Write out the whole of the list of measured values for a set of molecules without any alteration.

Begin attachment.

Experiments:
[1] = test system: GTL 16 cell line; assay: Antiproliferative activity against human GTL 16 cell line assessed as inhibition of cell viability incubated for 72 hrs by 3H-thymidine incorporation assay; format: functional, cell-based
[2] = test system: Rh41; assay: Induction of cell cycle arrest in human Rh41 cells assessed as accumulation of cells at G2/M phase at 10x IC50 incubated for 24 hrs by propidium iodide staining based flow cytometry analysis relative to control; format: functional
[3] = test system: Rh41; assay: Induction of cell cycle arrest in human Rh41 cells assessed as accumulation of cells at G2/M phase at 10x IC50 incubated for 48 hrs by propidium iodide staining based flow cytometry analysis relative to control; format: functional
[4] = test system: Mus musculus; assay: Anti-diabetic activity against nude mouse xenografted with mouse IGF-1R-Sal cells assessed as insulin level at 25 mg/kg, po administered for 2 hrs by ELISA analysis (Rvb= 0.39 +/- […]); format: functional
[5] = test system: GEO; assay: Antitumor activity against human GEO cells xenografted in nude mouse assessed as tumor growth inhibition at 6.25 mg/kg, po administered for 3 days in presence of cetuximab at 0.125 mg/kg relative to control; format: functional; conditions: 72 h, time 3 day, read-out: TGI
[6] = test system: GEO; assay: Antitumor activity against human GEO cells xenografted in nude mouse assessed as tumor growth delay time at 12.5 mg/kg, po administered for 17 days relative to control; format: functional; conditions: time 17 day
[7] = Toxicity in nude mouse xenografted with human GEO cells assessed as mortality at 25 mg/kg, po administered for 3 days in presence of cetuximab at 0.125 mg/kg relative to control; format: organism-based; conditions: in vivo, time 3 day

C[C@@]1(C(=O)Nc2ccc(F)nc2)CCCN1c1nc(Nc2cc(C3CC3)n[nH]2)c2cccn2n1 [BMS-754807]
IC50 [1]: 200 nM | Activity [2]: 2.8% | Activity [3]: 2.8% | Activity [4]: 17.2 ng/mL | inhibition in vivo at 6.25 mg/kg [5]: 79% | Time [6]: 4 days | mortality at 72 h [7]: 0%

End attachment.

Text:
Experiments:
[1] = test system: GTL 16 cell line; assay: Antiproliferative activity against human GTL 16 cell line assessed as inhibition of cell viability incubated for 72 hrs by 3H-thymidine incorporation assay; format: functional, cell-based
[2] = test system: Rh41; assay: Induction of cell cycle arrest in human Rh41 cells assessed as accumulation of cells at G2/M phase at 10x IC50 incubated for 24 hrs by propidium iodide staining based flow cytometry analysis relative to control; format: functional
[3] = test system: Rh41; assay: Induction of cell cycle arrest in human Rh41 cells assessed as accumulation of cells at G2/M phase at 10x IC50 incubated for 48 hrs by propidium iodide staining based flow cytometry analysis relative to control; format: functional
[4] = test system: Mus musculus; assay: Anti-diabetic activity against nude mouse xenografted with mouse IGF-1R-Sal cells assessed as insulin level at 25 mg/kg, po administered for 2 hrs by ELISA analysis (Rvb= 0.39 +/- […]); format: functional
[5] = test system: GEO; assay: Antitumor activity against human GEO cells xenografted in nude mouse assessed as tumor growth inhibition at 6.25 mg/kg, po administered for 3 days in presence of cetuximab at 0.125 mg/kg relative to control; format: functional; conditions: 72 h, time 3 day, read-out: TGI
[6] = test system: GEO; assay: Antitumor activity against human GEO cells xenografted in nude mouse assessed as tumor growth delay time at 12.5 mg/kg, po administered for 17 days relative to control; format: functional; conditions: time 17 day
[7] = Toxicity in nude mouse xenografted with human GEO cells assessed as mortality at 25 mg/kg, po administered for 3 days in presence of cetuximab at 0.125 mg/kg relative to control; format: organism-based; conditions: in vivo, time 3 day

C[C@@]1(C(=O)Nc2ccc(F)nc2)CCCN1c1nc(Nc2cc(C3CC3)n[nH]2)c2cccn2n1 [BMS-754807]
IC50 [1]: 200 nM | Activity [2]: 2.8% | Activity [3]: 2.8% | Activity [4]: 17.2 ng/mL | inhibition in vivo at 6.25 mg/kg [5]: 79% | Time [6]: 4 days | mortality at 72 h [7]: 0%